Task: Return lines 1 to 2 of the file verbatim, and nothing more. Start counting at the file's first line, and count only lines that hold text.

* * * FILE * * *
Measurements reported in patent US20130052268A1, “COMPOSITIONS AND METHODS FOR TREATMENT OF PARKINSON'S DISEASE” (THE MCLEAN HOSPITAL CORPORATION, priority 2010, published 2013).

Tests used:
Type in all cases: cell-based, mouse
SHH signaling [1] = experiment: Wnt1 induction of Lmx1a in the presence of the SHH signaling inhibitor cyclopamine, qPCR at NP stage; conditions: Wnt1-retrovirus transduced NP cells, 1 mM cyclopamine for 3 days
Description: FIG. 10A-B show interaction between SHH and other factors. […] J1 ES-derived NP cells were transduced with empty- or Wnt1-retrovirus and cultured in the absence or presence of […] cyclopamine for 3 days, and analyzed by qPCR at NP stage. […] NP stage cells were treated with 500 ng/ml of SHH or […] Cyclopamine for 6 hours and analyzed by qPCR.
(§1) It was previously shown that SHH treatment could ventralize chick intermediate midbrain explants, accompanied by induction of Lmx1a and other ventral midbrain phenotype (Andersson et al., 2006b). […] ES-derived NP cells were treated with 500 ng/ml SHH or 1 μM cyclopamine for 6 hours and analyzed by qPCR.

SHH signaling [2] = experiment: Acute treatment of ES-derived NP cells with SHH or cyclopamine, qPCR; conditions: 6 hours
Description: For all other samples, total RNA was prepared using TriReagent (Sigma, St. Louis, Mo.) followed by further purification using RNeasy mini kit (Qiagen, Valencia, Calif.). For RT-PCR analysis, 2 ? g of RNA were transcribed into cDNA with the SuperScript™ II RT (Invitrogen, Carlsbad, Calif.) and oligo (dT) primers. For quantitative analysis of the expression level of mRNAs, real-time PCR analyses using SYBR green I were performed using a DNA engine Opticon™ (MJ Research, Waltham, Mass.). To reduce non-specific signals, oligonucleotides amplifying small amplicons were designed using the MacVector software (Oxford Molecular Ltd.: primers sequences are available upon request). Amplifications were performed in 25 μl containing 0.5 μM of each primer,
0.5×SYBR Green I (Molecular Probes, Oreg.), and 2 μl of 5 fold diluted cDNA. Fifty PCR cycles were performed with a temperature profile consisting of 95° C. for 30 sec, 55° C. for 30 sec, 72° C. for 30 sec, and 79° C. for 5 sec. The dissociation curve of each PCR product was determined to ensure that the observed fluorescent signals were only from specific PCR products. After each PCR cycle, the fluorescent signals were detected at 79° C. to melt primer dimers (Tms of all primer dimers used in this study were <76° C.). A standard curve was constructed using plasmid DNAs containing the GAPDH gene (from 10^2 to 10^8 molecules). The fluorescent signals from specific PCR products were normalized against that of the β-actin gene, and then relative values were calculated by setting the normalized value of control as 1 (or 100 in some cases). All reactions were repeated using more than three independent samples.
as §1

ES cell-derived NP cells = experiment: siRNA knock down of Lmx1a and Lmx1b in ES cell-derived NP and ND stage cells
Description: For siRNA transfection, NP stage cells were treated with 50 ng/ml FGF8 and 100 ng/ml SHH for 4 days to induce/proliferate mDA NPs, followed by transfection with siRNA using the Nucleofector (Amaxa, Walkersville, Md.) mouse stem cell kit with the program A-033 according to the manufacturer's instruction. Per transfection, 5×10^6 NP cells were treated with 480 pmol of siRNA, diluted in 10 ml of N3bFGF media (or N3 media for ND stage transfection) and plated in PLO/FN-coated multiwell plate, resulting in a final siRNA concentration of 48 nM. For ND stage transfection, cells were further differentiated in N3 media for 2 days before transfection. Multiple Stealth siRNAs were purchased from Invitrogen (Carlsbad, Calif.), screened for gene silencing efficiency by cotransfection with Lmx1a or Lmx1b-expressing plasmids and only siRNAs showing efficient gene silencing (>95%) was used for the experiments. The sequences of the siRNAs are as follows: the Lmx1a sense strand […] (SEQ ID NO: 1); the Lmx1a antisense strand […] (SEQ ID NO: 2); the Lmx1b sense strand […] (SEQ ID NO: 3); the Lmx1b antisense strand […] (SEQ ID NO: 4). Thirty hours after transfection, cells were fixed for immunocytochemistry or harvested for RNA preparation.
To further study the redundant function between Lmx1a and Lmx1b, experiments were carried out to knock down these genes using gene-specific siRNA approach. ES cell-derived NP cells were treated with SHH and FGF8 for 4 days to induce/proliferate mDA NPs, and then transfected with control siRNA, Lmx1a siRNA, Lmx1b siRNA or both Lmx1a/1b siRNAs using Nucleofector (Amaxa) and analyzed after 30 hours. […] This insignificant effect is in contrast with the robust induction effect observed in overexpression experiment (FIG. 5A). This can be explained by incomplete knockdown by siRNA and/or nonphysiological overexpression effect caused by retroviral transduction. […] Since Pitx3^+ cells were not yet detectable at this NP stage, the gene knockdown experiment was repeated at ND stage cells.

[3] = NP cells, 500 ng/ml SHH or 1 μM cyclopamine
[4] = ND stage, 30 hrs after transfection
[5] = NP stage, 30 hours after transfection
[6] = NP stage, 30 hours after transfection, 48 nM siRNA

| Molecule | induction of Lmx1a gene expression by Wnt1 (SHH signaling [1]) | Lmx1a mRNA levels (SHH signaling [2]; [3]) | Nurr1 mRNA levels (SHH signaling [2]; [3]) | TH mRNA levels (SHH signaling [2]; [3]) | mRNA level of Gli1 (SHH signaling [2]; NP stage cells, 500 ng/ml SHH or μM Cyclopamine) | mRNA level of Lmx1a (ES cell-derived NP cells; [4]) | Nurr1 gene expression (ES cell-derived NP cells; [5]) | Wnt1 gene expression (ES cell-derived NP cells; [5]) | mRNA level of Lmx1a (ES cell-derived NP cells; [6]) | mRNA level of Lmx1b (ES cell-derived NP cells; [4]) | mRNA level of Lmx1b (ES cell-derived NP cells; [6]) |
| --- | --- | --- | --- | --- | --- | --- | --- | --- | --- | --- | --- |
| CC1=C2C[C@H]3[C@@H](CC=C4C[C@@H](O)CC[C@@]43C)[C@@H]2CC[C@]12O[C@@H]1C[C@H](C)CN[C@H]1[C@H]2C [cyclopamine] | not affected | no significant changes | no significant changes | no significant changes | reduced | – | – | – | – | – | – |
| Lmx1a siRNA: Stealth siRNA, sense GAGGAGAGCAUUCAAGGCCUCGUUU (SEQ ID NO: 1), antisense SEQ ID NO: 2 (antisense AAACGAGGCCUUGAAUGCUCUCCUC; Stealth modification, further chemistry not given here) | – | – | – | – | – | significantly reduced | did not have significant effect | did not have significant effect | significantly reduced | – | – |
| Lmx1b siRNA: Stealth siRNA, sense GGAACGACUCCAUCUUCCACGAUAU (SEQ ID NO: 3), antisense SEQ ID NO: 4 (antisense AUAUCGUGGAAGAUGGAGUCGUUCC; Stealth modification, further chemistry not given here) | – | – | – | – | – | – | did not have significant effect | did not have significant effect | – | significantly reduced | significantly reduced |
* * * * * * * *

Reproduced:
Measurements reported in patent US20130052268A1, “COMPOSITIONS AND METHODS FOR TREATMENT OF PARKINSON'S DISEASE” (THE MCLEAN HOSPITAL CORPORATION, priority 2010, published 2013).

Tests used: